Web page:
Wow, that is grabbing at straws! these are the guys who had 12 years to plan for Govt, said they had plans during the election, and came in on a $20 billion surplus - you don't think they could have managed "it is our intention to procure a new pair of bootlaces, to be shared between 1 Bde, in the next 3 years, pending succesful negotiations with the local $2 shop" within, say, 100 days of taking office?


I know the above is an exageration for effect, but the only thing the Rudd govt has actually anounced an intention to act on is education, and the fact is they don't control it, its a state matter - the rest is expensive and useless websites (why oh why didn't I follow up on my html!).

 

Remember - 12 years to plan, they said they had a plan and they scored a record surplus. they have troops in combat, surely there would be a sense of urgency there, they have the money to deliver and they could easily ask the army "what do you need in Afghanistan?" and just buy it, citing "operational neccesity to protect diggers lives" and nobody would quibble.

 

 

Three of the things on the list would almost have to be more bushmasters, more MRH-90's and the setting up of a second base for basic training in addition to kapooka wouldn't it?
 
I was under the Impression that there were a lot of takers when the Gap year thing was introduced, but one of the problems as that there were not enough places at kapooka and people had to wait 6 month or more to enter (and in that time decided to do something else).

 
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cwDeici       9/13/2008 2:52:27 AM
Australian's becoming more warlike would not only make them less annoying vis a vis their judgmental behavior towards their Christian friends, but it'd also be wise.
However, Australia appears to be having fundamental problem with its agricultural sector.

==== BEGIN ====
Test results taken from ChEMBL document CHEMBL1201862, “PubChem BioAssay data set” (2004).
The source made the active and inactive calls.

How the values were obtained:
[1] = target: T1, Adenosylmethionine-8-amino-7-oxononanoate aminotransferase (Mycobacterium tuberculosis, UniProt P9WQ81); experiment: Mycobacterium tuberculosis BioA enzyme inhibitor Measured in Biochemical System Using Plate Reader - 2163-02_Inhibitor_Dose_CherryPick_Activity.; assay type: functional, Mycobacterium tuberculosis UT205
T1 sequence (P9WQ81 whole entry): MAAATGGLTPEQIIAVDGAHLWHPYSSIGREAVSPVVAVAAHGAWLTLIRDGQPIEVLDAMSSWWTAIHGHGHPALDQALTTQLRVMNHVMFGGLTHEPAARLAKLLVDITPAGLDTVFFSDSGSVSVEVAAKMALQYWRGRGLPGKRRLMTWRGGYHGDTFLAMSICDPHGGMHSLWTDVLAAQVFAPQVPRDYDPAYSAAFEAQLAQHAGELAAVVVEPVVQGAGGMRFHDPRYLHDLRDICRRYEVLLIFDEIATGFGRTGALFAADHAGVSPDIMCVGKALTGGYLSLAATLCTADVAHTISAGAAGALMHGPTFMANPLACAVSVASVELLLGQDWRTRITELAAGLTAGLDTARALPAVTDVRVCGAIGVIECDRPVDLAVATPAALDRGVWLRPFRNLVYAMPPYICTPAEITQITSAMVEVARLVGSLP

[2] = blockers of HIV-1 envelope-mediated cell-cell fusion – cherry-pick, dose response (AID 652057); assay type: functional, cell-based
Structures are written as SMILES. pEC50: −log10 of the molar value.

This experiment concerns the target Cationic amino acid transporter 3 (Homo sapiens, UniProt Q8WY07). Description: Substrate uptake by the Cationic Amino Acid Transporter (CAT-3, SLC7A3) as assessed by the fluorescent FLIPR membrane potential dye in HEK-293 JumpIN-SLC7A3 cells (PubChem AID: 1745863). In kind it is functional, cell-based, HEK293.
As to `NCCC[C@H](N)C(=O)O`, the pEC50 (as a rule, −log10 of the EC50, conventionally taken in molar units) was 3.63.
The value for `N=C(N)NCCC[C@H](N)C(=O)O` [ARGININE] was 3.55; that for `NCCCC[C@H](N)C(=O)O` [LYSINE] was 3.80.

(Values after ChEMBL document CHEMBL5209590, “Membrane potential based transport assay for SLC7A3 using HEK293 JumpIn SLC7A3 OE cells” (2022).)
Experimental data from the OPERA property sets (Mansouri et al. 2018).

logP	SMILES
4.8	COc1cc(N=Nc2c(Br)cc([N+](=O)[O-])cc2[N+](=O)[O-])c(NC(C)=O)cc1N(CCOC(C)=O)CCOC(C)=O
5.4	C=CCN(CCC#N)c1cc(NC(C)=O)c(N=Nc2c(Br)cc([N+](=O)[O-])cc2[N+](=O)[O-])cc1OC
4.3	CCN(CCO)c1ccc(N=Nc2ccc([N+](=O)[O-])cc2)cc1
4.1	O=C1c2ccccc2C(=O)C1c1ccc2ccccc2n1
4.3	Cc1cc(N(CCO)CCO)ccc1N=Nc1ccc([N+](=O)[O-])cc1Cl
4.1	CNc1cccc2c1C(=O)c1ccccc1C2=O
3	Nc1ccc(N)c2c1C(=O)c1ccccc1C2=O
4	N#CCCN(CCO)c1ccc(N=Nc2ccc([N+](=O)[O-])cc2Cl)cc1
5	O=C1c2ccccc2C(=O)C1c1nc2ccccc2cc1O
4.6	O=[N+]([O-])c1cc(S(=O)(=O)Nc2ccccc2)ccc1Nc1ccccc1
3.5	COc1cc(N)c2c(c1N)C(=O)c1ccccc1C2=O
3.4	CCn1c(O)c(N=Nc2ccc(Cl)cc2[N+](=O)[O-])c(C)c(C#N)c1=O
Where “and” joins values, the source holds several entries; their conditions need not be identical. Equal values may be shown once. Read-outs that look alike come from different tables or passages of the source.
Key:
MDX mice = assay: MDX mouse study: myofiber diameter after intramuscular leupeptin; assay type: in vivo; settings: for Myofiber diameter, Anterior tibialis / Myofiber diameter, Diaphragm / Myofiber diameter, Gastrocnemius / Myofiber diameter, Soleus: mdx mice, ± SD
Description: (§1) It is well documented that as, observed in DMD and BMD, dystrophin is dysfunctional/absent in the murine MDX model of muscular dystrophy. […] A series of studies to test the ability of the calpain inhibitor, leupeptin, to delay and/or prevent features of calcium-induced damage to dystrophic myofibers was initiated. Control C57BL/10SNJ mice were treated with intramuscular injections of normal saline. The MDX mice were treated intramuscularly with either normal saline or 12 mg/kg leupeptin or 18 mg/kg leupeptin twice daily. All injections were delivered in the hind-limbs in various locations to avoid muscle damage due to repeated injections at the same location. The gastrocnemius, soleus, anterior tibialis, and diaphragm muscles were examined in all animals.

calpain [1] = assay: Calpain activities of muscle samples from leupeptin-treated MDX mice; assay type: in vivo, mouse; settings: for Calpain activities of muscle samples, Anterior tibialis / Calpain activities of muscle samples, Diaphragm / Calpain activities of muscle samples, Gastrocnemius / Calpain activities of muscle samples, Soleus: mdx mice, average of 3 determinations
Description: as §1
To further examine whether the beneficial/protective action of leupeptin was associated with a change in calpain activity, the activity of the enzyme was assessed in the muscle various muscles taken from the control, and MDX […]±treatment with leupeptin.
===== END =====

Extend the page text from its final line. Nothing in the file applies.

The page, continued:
Rule a wasteland or lose an oasis?
No.
Atrocious as it'd be to not increase defense spending (and possible even media efforts to make Australians less self-satisfied and Pharisee-like act of pointing out America's manifold splinters in her eyes (as compared to the log in Australia's)) Australia needs to solve its economic problems first and learn its hope in the world in the next few centuries is not with the Asian dictators and one-party states who're currently buying up Australian minerals in the bucketload, but with the Knights Templars of the West. Those few of us who are left.
Then when they have the money they can ride piggyback on whatever super-advanced project the Amies feel up to when high-grade UAV fighter planes, the new space race (for Mars) and nano-technology comes swirling around.
 
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gf0012-aust       9/13/2008 3:18:22 AM
that was pretty impressive.  sprouting rubbish and being inarticulate about the subject matter in one fell swoop.
 
if you want to present as being a politico-military intellectual you could at least make some effort to be coherent first.
 
 

 
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Volkodav       9/13/2008 6:34:55 AM
when progs get killed due to execs protecting their KPI's rather than on program merit - then a number of capabilities pay the price due to self preservation.
 
I have seen that sort of thing happen a lot in private enterprise with too many choosing to do the wrong thing to ease their progression onwards and upwards.  It only makes sense that it is happening in the APS as well.
 
I suppose the other thing you are encountering is time bombs left by the "can do" types who really couldn't do but had the knack for hiding things until they were in the clear?  i.e. poorly performing programs that look to be tracking well until someone with stronger morals and a bit of back bone takes over, tells the truth and often has to cop the flack.
 
As you are probably aware, I have a broad overview of a very small, very specific part of the picture, so I am often unaware of the big picture (much to my disappointment), so I greatly appreciate the input of those better informed than myself.  At the moment my corner of the world hasn't seen much change but I will observe with interest what does eventuate.